Photoshop’s new Super Resolution feature makes images bigger, not blurrier
Quadruple the resolution of your photos without crushing the quality.
Upscaling a digital photo typically destroys its image quality. You lose detail and sharpness while adding ugly objects called artifacts to the file that make the whole picture look crunchy and unappealing. For years, however, companies like Adobe have been working on algorithms to try to bring the CSI “enhance” feature out of the world of TV fiction and into its image-editing software. The latest version of Photoshop makes a big leap in that direction with a feature called Super Resolution.
How to try Super Resolution
The new feature is called Super Resolution and, if you have a current Creative Cloud subscription that includes Photoshop, you should have access to it right now.
To find it, open a photo in the Adobe Camera Raw (ACR) interface. If you open a raw photo taken from a digital camera, Photoshop should automatically open the file in ACR without any extra steps. If you’re trying to open another kind of file, like a JPEG or PNG, you can go through Adobe Bridge and open in Camera Raw.
Once you’re in the interface, right click on the image and click “enhance” or use this keyboard shortcut: ctrl + shift + D. This will bring up a dialog box with a zoomed-in preview of your image. After the preview renders, it will automatically show up in the image box. Clicking and holding on the image will revert it to its pre-enhanced state so you can see the direct comparison between the two versions. This dialog box will also give you an estimate of how long it will take to convert the image if you choose to commit the changes. This is a computing-intensive task, so if you’re using an older or underpowered computer, it may take a while.
Once you click “enhance” it will go through the process of converting the image and a preview will show up in the bottom of the screen right next to the original.
What happens to the photos?
Adobe is relying on its AI platform called Sensei to crunch the data needed to enhance your photos. The feature aims to double both the horizontal and vertical lines of resolution in the image, which results in quadruple the number of pixels.
In the example above, I ran the process on a raw file from my old Canon 6D full-frame DSLR, which I got soon after it came out in 2012. It has a respectable 20.2-megapixel resolution, which clocks in around 5,472 x 3,648. After the enhancement, however, Photoshop spit out a 79.8-megapixel file with a total resolution measuring 10,944 x 7,296.
When you’re looking at the photos zoomed out, you can see a difference, particularly in areas with a lot of detail (typically referred to as “high frequency” areas). The lines in the fencing clearly become more defined and the whole thing appears generally sharper. These improvements likely stem from a related feature called Raw Details, which lives in the same dialog box as Super Resolution. Raw Details increase sharpness around the edges of objects to make them appear more crisp.
When you zoom in to the pixel level, it’s obvious that there is some image degradation that comes from the upscaling, but it also looks decidedly less pixelated and maintains more of the detail than if you had simply zoomed in or changed the size with the image size tool. It’s easier to read very small text and make out the look on the dog’s face, for example.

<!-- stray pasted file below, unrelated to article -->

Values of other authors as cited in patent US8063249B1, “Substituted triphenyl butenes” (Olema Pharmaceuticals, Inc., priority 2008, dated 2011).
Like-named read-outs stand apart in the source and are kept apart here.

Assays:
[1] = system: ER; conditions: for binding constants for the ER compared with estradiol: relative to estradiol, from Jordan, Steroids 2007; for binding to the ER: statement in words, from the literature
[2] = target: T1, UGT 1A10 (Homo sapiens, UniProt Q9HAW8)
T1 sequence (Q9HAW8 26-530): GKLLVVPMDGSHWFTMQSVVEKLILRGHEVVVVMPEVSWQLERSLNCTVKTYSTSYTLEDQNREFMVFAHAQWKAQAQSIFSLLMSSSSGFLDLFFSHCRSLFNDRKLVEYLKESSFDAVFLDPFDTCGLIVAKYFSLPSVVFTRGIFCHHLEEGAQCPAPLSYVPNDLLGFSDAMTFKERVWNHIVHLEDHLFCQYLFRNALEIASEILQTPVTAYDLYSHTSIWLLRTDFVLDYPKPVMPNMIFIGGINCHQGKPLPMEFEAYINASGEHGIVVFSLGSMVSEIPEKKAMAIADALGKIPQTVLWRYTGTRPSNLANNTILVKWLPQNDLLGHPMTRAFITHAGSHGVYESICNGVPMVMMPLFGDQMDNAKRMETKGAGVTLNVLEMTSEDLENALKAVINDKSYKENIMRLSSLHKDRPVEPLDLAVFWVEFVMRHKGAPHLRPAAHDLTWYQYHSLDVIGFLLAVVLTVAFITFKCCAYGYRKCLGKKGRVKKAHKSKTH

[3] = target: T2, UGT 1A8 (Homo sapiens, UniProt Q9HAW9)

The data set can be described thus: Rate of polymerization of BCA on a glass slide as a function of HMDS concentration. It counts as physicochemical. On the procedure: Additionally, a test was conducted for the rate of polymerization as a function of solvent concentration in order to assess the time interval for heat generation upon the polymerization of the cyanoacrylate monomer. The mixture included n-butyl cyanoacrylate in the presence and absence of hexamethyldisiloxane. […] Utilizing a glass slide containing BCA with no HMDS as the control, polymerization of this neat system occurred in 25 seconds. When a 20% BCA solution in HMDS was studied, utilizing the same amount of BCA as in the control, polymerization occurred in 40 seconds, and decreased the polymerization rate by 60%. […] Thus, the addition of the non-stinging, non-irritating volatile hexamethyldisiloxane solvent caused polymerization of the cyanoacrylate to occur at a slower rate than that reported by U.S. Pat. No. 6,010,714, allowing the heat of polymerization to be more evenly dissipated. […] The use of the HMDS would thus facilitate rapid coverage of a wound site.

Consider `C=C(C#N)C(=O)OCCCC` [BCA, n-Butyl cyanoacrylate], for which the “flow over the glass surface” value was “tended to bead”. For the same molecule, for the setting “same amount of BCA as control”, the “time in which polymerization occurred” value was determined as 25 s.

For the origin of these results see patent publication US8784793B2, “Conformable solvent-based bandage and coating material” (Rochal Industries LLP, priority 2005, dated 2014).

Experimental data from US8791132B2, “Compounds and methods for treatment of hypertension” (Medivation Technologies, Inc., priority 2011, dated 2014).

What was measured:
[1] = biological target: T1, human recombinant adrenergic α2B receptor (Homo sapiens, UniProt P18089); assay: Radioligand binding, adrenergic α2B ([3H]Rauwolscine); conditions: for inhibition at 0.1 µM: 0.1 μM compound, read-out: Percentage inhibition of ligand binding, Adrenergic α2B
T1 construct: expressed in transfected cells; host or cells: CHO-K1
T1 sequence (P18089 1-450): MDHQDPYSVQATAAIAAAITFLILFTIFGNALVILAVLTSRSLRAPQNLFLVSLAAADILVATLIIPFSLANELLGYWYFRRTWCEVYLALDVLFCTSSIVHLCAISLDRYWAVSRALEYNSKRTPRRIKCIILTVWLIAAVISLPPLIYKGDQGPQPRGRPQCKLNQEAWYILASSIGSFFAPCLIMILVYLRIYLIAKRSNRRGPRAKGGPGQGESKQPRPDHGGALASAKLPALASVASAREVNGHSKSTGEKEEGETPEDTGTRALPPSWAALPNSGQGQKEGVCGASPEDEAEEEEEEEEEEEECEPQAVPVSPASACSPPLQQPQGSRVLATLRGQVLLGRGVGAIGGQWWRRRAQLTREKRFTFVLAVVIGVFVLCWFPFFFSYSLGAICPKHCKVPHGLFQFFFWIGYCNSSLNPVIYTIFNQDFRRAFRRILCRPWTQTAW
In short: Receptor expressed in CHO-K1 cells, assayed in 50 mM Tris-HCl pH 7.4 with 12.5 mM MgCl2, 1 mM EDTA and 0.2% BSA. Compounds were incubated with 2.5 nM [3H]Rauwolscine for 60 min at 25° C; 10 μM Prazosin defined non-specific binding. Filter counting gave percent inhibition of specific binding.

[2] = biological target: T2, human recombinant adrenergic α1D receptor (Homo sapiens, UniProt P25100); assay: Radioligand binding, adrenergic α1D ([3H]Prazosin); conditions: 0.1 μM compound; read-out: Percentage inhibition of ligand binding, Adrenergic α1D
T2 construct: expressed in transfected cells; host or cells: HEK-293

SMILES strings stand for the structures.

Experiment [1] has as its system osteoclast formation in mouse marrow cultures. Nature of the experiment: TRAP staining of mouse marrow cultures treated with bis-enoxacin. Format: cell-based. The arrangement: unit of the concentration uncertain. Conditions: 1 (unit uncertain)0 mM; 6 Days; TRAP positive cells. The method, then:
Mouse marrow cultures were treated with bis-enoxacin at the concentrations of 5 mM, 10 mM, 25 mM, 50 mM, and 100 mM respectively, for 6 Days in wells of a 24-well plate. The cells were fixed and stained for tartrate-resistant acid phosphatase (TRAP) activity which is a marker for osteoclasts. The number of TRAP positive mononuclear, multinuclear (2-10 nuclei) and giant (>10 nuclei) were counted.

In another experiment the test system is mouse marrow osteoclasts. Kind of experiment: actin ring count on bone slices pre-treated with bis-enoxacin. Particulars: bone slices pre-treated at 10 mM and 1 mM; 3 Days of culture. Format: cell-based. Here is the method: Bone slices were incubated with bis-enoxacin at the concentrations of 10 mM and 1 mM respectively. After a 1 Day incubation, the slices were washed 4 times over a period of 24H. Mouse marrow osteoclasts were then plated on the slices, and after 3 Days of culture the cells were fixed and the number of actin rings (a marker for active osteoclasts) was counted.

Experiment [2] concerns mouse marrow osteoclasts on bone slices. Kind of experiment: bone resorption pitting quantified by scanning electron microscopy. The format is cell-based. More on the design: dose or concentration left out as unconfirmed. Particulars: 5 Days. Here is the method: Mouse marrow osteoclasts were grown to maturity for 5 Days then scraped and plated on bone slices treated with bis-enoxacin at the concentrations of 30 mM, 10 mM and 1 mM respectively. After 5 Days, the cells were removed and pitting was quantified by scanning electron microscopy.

Once you click open from Camera Raw into Photoshop itself, you’ll find that it has created a DNG file, which is a more generic form or raw format that’s compatible with a much wider array of software than the camera makers’ proprietary formats.
Why would you want to use it?
While my 6D is old, its resolution isn’t that paltry. Something like Super Resolution can really come in handy when you’re working with much older DSLRs. My first serious digital camera, for instance, was a Canon 10D, which promised a whopping 6 megapixels way back in 2003. With just 6 megapixels of resolution, that’s not even enough pixels to natively fill a 4K screen, which requires more than 8 megapixels. Once we go up to 8K, it will take more than 33 megapixels to fill up a screen without upscaling.
In addition to older and lower-end cameras, this is also handy even if you just want to crop deeply into your own photos. For instance, I’ve cropped hard into this image taken with the 45-megapixel Canon R5, which drastically reduced its overall resolution. The enhance function, however, brought back some of that detail I would have otherwise lost.
It’s not magic
If you’re hoping to rescue that cherished image that only existed on Friendster back in 2005, but it only measures 800 x 600 pixels, don’t expect Super Resolution to work a miracle and let you blow it up to poster size. Also, the more image data it has to work with, the better job it will do on the upscaling. So, a raw file from a relatively recent DSLR or mirrorless camera will stand up much better than a lowly JPEG or PNG that you pulled down off the web.
Adobe also isn’t the only game in town when it comes to AI upscaling. Topaz Labs has been doing a great job with its algorithmic enlarging for some time now. That software can increase an image’s size by up to 600 percent under the right circumstances.
At the end of the day, however, Adobe is still the massive gorilla in the photo-editing space and having this tech baked into its flagship photo editor is a big deal. As with any Sensei-based software, Adobe plans to refine the algorithms over time, which should make Super Resolution work even better down the line as an incentive for people to keep those Creative Cloud subscriptions active.